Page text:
To claim or not to claim...that is the question. To figure out if it makes financial sense to file an insurance claim you need to do a bit of research and a bit of math.
First the math: An obvious rule is don't file a claim if you're sure the damage is less than your deductible. If it is, you won't recover a dime from your insurer but the claim goes on your record and may put you in a higher risk/rate category - even if you didn't collect any benefits.
If you're not sure how much the damage is - try and figure it out before filing a claim - but don't wait too long. If you wait too long after a loss to notify your insurer - the insurer may complain that you "prejudiced" their interests by failing to notify them promptly. They may even deny the claim on that ground.
More math: If the damage is less than a few hundred above your deductible - again - probably not worth filing. Pay it out of pocket. Yes it's unfair to be penalized for using the insurance you've paid for. But because most states allow insurers to freely penalize their customers for filing claims - its up to you to protect yourself. Some states do limit the amount an insurer can surcharge you.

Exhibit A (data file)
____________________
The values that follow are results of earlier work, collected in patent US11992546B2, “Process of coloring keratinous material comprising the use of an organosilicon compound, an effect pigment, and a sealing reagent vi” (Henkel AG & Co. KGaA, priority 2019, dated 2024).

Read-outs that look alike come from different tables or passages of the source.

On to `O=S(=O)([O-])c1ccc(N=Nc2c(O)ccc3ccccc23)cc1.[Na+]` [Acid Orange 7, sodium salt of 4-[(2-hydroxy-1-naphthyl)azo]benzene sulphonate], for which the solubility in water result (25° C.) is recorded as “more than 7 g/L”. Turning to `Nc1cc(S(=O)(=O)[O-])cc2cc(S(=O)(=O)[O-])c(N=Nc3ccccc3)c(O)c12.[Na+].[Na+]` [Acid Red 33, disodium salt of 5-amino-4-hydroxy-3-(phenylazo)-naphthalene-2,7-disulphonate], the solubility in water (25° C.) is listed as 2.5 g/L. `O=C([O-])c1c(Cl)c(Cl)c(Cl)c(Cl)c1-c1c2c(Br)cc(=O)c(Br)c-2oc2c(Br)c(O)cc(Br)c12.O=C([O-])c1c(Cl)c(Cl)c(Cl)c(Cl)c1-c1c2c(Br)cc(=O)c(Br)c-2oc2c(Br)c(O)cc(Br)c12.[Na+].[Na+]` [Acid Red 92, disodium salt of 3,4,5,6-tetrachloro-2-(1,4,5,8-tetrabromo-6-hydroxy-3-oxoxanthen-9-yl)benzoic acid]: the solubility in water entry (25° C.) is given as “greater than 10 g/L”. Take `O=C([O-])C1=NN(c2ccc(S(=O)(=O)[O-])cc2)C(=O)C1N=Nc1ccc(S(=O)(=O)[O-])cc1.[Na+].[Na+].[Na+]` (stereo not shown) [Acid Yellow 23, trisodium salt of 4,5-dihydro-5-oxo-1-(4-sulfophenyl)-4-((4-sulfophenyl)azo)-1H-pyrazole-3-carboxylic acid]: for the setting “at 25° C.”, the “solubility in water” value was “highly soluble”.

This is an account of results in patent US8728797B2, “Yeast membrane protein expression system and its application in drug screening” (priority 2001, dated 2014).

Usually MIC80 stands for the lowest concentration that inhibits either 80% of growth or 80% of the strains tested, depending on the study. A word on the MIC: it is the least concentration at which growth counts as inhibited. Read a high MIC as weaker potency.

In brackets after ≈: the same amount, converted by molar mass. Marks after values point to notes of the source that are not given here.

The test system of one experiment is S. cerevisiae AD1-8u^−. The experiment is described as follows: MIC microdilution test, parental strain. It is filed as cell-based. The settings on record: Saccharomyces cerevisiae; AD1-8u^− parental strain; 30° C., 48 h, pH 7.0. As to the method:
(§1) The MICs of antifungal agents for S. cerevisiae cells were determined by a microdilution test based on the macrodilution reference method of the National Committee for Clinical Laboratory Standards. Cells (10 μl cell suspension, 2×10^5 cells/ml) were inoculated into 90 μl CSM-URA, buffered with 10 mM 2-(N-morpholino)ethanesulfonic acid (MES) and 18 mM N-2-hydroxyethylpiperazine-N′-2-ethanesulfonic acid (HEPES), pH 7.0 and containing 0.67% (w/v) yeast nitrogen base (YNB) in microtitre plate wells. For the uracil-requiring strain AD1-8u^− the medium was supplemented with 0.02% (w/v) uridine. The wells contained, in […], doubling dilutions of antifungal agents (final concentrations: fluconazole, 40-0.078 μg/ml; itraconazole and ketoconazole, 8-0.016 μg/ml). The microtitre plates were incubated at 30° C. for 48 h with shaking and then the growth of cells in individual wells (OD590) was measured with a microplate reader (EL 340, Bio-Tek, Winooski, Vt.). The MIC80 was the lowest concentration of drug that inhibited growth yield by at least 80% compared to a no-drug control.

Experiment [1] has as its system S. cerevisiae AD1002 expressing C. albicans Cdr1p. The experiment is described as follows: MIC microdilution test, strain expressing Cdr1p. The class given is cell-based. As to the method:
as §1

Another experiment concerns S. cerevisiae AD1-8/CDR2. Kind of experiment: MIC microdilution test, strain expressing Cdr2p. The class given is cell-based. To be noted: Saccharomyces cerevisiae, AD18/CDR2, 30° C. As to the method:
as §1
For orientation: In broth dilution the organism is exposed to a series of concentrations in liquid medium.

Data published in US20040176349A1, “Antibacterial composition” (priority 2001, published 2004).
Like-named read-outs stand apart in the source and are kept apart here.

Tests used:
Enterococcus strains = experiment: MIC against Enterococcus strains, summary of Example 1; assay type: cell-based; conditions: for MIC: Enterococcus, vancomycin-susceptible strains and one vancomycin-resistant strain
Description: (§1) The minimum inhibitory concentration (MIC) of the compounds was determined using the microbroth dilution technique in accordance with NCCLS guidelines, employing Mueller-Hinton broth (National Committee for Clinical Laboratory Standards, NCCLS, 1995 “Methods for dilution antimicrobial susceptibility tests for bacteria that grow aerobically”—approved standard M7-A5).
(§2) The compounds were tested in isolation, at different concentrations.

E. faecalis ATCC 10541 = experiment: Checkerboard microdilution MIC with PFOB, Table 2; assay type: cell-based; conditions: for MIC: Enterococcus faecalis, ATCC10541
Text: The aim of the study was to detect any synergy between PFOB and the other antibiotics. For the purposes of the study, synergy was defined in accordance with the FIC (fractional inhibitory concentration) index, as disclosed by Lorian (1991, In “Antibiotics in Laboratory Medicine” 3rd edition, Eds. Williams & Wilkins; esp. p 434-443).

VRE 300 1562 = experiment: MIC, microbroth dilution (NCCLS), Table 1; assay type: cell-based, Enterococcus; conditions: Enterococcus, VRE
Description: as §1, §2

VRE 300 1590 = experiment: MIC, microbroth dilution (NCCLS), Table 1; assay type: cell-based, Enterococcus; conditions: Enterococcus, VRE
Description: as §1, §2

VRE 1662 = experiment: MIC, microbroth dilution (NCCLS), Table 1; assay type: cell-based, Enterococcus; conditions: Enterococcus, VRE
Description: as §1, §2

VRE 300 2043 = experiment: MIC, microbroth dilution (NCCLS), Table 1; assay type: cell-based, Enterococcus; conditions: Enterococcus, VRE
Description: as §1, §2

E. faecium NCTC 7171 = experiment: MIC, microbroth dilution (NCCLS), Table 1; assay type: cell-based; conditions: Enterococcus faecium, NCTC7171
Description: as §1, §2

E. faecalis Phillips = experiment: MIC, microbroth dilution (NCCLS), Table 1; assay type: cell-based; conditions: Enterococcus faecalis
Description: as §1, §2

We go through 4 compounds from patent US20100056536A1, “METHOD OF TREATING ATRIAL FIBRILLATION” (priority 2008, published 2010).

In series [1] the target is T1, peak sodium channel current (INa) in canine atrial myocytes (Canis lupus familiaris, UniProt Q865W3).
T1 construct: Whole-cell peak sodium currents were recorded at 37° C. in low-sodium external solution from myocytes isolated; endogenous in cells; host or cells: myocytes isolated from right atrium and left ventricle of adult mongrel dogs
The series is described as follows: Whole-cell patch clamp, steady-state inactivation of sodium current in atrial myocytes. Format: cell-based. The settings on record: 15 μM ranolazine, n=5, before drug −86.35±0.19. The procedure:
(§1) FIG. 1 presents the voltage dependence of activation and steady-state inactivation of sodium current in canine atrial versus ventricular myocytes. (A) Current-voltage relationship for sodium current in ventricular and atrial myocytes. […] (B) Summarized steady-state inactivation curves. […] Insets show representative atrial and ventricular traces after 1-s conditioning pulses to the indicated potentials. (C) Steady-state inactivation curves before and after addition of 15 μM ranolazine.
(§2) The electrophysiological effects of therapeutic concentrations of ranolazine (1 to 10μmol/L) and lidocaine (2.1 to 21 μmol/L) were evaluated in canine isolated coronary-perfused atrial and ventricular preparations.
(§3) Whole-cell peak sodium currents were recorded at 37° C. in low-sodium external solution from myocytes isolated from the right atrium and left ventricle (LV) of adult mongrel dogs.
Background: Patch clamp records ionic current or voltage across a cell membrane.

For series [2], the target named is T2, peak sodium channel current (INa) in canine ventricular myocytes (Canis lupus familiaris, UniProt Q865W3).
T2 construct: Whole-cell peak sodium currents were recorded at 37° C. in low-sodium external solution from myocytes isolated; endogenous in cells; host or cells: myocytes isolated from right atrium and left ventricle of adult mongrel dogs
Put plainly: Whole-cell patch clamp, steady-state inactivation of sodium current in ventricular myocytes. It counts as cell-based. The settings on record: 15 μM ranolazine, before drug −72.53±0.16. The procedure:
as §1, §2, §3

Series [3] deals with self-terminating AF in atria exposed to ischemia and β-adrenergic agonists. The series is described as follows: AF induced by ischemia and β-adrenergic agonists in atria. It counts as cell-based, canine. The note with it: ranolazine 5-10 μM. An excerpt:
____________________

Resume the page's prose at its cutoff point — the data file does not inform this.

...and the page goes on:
Now the research: Ask your agent point blank - how much will my rate go up if I file one, two or more claims? Does it matter how far apart they occur? Write down the answers and keep them with your insurance policy for future reference.
Now you can make an educated decision.
If damage is well above your deductible - by all means file it. That's why you pay for insurance. If your rate goes up as a result - complain in writing to the insurer, and to your state regulator - and confirm that the increase was legal and consistent with the rating plan they filed with the state.
If after doing your research you learn that your insurer will penalize you for filing even one claim, consider switching to a more customer-friendly insurance company that has fairer rules. Many insurers will not penalize you for filing just one claim - even if it was your fault.